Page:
Cootamundra charity groups have hit back after a national television program revealed the donated dollar of generous Australians is lining the pockets of large companies rather than ending up where it is needed.
The program revealed that in the past two years, one company, which represents some of the country’s biggest charities, made $100 million from Australian charities through selling merchandise and signing up donors to monthly pledges.
The company uses front-line workers to solicit these donations on behalf of charities outside supermarkets, in airports and on the street.
While all of the money pledged to these front-line workers initially goes into the charity’s bank account, a vast majority is then paid back as a fee to the company.
In some cases the charity is ending up with as little as seven per cent of the total raised.
In Cootamundra, charity organisations are run to assist people in need rather than those in executive positions.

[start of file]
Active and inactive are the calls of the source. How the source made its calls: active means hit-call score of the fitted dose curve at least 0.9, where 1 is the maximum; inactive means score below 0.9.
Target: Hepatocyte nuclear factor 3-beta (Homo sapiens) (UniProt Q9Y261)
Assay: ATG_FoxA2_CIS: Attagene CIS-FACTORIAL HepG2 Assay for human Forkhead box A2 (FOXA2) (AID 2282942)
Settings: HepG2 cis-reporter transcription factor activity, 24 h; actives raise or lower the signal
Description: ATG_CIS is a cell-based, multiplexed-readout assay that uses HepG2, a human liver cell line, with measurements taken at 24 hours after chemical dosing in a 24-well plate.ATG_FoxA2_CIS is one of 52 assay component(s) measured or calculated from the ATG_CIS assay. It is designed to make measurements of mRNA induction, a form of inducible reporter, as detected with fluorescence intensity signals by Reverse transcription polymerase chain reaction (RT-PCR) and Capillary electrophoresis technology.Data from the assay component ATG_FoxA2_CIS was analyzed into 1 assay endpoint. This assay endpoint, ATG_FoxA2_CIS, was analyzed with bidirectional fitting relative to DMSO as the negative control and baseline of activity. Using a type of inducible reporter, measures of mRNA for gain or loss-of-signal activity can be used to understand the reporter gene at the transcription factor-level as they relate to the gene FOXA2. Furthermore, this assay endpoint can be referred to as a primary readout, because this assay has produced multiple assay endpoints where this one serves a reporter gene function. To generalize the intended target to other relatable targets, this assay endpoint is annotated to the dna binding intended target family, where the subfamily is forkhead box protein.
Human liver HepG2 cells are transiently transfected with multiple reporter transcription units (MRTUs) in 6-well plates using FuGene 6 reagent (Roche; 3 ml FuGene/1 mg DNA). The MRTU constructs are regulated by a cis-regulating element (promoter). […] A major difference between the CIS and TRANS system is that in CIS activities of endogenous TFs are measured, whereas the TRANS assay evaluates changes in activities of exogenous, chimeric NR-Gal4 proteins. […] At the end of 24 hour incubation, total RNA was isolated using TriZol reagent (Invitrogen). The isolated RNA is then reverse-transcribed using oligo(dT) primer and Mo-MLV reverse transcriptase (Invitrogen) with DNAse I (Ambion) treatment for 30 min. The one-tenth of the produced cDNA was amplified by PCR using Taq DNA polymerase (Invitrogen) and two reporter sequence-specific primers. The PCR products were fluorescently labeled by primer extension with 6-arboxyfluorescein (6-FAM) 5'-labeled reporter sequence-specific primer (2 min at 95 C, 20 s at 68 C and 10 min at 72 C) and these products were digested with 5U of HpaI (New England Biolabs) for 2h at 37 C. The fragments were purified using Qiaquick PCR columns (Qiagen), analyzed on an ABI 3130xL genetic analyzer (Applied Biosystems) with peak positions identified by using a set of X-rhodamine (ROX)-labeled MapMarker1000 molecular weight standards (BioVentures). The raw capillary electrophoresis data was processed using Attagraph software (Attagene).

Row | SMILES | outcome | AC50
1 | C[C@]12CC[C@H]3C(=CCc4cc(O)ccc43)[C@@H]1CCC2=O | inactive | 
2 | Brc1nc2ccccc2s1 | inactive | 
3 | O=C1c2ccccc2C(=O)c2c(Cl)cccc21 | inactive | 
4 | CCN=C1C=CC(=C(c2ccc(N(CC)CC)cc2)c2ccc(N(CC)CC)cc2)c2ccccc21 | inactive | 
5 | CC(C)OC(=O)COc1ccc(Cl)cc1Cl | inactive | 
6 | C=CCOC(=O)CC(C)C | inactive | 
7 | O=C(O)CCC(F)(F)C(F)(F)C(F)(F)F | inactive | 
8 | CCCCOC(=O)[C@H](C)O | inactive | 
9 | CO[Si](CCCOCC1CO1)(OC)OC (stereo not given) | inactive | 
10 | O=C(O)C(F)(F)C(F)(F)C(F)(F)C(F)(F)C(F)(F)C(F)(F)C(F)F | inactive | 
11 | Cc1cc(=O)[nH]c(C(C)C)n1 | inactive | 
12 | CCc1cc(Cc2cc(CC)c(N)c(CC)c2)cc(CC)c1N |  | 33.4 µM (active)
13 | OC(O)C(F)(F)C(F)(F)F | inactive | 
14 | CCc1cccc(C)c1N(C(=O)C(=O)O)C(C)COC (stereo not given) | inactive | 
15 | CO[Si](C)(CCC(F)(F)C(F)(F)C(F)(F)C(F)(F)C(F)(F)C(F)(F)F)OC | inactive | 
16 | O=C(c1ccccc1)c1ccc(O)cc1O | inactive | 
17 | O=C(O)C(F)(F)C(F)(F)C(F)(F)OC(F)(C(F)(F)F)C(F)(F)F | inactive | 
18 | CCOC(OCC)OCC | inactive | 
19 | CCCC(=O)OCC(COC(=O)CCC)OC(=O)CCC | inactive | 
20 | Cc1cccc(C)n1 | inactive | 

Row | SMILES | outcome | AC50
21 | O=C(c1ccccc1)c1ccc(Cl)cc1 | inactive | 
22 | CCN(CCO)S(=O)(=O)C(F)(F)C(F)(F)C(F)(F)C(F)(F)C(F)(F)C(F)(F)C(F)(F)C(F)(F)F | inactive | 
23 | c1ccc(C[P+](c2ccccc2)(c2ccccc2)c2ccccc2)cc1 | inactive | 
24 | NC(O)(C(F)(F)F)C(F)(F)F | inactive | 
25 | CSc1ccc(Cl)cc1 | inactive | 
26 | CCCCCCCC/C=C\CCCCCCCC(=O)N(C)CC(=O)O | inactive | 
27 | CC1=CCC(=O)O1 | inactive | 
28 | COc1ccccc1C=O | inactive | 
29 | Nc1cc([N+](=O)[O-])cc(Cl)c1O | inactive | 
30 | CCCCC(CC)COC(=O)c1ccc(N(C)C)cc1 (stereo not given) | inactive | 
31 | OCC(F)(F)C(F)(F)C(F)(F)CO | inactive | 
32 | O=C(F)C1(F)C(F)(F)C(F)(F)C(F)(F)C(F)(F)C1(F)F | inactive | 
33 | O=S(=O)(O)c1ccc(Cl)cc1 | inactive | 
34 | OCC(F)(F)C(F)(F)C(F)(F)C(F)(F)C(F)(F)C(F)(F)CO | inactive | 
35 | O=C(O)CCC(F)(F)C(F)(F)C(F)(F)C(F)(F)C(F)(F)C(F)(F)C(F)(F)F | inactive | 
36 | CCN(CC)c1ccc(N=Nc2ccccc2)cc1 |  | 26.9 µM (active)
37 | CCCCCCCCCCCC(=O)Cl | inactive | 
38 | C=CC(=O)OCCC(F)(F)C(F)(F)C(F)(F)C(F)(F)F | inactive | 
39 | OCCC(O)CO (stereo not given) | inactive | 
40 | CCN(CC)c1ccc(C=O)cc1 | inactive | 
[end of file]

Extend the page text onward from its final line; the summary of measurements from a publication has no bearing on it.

Can Assist volunteer and former president Neil Murray reiterated that 100 per cent of all funds raised by local volunteers stay in the former Cootamundra Shire area to support cancer patients.
Mr Murray encouraged people to continue to be generous and reiterated they can rest assured not one cent of donated money ends up anywhere but where it is intended to go.
The overarching body of the local branch, NSW/ACT Can Assist covers the insurance of volunteers, allowing them to continue with their fundraising.
Another local charity, the Cootamundra Hospital Auxiliary, would like residents to know that 100 per cent of funds raised go to the hospital for the benefit of staff and patients from across the district.
Auxiliary secretary Joan Collins said not only does all money go to the cause but everything the auxiliary purchases must stay in the Cootamundra Hospital.
The Murrumbidgee Local Health District can not take items to be used in any other hospital in the district.
Mrs Collins said the Hospital Auxiliary labels new items so the health district is aware they have been purchased for the express use of the Cootamundra Hospital.